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It is probable that the total occurrence of cases of true porphyria congenita in Europe and the United States since Günther's paper in 1911 is less than the number of papers that have been written on the subject. In the last decade, however, it has been gradually recognized that the porphyrins are of more significance to medicine than association with some pathologic curiosities. Porphyrins are fundamental components of the hemoglobins and at least some of the oxidation catalysts (cytochrome C) as well as of the chlorophylls. The brilliant chemical studies of Hans Fischer and the spectroscopic work of Dhéré have not escaped the attention of clinical investigators, especially in Germany, who are studying porphyrin metabolism in a wide variety of conditions. Reviews on the clinical significance of the porphyrins have been published recently by J. T. Brugsch (Ergebn. d. ges. Med.20:423, 1935; Ergebn. d. inn. Med. u. Kinderh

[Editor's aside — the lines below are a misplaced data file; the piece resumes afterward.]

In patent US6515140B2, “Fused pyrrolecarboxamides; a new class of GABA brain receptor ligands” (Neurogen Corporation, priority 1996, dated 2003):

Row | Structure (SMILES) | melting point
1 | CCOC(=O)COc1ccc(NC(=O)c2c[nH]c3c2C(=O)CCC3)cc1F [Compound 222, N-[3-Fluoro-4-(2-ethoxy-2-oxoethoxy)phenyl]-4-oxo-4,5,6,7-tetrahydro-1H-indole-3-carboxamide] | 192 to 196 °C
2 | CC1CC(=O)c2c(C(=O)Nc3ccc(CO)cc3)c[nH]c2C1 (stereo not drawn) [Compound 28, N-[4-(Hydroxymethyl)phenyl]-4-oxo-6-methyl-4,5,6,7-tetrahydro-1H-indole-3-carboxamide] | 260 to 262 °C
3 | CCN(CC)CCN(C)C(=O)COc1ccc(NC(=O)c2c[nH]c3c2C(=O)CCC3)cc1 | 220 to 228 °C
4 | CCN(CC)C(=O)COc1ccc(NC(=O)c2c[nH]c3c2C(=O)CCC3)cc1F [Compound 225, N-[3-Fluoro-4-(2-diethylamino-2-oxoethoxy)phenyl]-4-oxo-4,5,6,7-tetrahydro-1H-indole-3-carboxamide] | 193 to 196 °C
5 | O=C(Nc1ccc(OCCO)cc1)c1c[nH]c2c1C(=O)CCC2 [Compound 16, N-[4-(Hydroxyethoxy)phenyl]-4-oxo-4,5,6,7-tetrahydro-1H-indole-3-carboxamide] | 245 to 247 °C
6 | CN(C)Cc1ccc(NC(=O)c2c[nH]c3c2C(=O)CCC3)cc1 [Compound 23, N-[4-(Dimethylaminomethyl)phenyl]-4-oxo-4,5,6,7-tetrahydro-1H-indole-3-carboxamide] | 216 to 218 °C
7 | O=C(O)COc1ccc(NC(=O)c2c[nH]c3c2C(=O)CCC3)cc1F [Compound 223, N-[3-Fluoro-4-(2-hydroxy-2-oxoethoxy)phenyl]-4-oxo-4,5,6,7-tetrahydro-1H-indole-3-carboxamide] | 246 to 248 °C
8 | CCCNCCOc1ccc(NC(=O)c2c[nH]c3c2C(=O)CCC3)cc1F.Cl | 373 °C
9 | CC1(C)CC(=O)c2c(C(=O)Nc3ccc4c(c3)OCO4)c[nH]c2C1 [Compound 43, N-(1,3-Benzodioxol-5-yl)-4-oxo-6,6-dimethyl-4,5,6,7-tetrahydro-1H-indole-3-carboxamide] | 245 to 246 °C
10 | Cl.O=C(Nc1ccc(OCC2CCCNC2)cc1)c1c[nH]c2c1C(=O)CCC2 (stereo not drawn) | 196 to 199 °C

Porphyrine und Porphyrinkrankheiten. JAMA. 1938;110(14):1138. doi:10.1001/jama.1938.02790140070034
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